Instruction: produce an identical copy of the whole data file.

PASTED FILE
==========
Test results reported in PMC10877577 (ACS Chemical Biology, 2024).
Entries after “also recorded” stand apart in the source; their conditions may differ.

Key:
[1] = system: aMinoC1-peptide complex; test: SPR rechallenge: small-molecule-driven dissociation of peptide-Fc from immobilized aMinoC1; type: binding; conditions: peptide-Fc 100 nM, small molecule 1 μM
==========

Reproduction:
Test results reported in PMC10877577 (ACS Chemical Biology, 2024).
Entries after “also recorded” stand apart in the source; their conditions may differ.

Key:
[1] = system: aMinoC1-peptide complex; test: SPR rechallenge: small-molecule-driven dissociation of peptide-Fc from immobilized aMinoC1; type: binding; conditions: peptide-Fc 100 nM, small molecule 1 μM